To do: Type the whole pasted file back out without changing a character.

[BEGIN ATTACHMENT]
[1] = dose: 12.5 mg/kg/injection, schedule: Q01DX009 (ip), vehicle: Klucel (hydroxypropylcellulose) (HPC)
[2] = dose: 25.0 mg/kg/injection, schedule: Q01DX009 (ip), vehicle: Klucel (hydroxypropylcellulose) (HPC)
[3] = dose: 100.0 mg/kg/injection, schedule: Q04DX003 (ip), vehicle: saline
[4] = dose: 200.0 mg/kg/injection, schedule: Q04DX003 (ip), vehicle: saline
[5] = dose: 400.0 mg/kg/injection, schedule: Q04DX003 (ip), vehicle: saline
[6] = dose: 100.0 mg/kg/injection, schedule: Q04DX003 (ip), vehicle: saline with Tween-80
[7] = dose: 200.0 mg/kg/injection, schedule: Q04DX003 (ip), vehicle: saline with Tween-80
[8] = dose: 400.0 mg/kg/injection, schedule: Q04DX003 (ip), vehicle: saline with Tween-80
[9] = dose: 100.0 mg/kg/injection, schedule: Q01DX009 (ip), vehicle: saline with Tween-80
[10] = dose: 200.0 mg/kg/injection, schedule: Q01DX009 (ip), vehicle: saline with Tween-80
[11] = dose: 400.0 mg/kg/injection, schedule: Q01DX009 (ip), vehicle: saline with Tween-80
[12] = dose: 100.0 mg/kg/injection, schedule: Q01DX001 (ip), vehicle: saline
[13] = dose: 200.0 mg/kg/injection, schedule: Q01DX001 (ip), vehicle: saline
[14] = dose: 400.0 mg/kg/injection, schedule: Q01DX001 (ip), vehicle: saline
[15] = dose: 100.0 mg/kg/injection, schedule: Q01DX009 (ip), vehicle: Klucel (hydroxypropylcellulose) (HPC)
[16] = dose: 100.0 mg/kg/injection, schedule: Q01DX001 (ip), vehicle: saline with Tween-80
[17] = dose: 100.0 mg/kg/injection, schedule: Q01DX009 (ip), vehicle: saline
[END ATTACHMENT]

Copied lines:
[1] = dose: 12.5 mg/kg/injection, schedule: Q01DX009 (ip), vehicle: Klucel (hydroxypropylcellulose) (HPC)
[2] = dose: 25.0 mg/kg/injection, schedule: Q01DX009 (ip), vehicle: Klucel (hydroxypropylcellulose) (HPC)
[3] = dose: 100.0 mg/kg/injection, schedule: Q04DX003 (ip), vehicle: saline
[4] = dose: 200.0 mg/kg/injection, schedule: Q04DX003 (ip), vehicle: saline
[5] = dose: 400.0 mg/kg/injection, schedule: Q04DX003 (ip), vehicle: saline
[6] = dose: 100.0 mg/kg/injection, schedule: Q04DX003 (ip), vehicle: saline with Tween-80
[7] = dose: 200.0 mg/kg/injection, schedule: Q04DX003 (ip), vehicle: saline with Tween-80
[8] = dose: 400.0 mg/kg/injection, schedule: Q04DX003 (ip), vehicle: saline with Tween-80
[9] = dose: 100.0 mg/kg/injection, schedule: Q01DX009 (ip), vehicle: saline with Tween-80
[10] = dose: 200.0 mg/kg/injection, schedule: Q01DX009 (ip), vehicle: saline with Tween-80
[11] = dose: 400.0 mg/kg/injection, schedule: Q01DX009 (ip), vehicle: saline with Tween-80
[12] = dose: 100.0 mg/kg/injection, schedule: Q01DX001 (ip), vehicle: saline
[13] = dose: 200.0 mg/kg/injection, schedule: Q01DX001 (ip), vehicle: saline
[14] = dose: 400.0 mg/kg/injection, schedule: Q01DX001 (ip), vehicle: saline
[15] = dose: 100.0 mg/kg/injection, schedule: Q01DX009 (ip), vehicle: Klucel (hydroxypropylcellulose) (HPC)
[16] = dose: 100.0 mg/kg/injection, schedule: Q01DX001 (ip), vehicle: saline with Tween-80
[17] = dose: 100.0 mg/kg/injection, schedule: Q01DX009 (ip), vehicle: saline